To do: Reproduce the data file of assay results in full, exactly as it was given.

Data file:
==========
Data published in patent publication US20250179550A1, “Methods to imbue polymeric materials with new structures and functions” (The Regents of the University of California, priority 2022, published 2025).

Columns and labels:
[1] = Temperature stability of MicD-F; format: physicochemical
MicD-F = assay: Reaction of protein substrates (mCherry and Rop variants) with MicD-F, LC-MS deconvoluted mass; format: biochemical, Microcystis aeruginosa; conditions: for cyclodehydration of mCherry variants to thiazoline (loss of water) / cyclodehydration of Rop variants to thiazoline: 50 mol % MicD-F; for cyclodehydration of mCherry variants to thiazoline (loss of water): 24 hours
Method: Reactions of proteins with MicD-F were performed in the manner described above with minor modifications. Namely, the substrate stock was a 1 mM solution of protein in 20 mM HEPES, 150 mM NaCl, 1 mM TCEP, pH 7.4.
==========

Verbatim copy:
Data published in patent publication US20250179550A1, “Methods to imbue polymeric materials with new structures and functions” (The Regents of the University of California, priority 2022, published 2025).

Columns and labels:
[1] = Temperature stability of MicD-F; format: physicochemical
MicD-F = assay: Reaction of protein substrates (mCherry and Rop variants) with MicD-F, LC-MS deconvoluted mass; format: biochemical, Microcystis aeruginosa; conditions: for cyclodehydration of mCherry variants to thiazoline (loss of water) / cyclodehydration of Rop variants to thiazoline: 50 mol % MicD-F; for cyclodehydration of mCherry variants to thiazoline (loss of water): 24 hours
Method: Reactions of proteins with MicD-F were performed in the manner described above with minor modifications. Namely, the substrate stock was a 1 mM solution of protein in 20 mM HEPES, 150 mM NaCl, 1 mM TCEP, pH 7.4.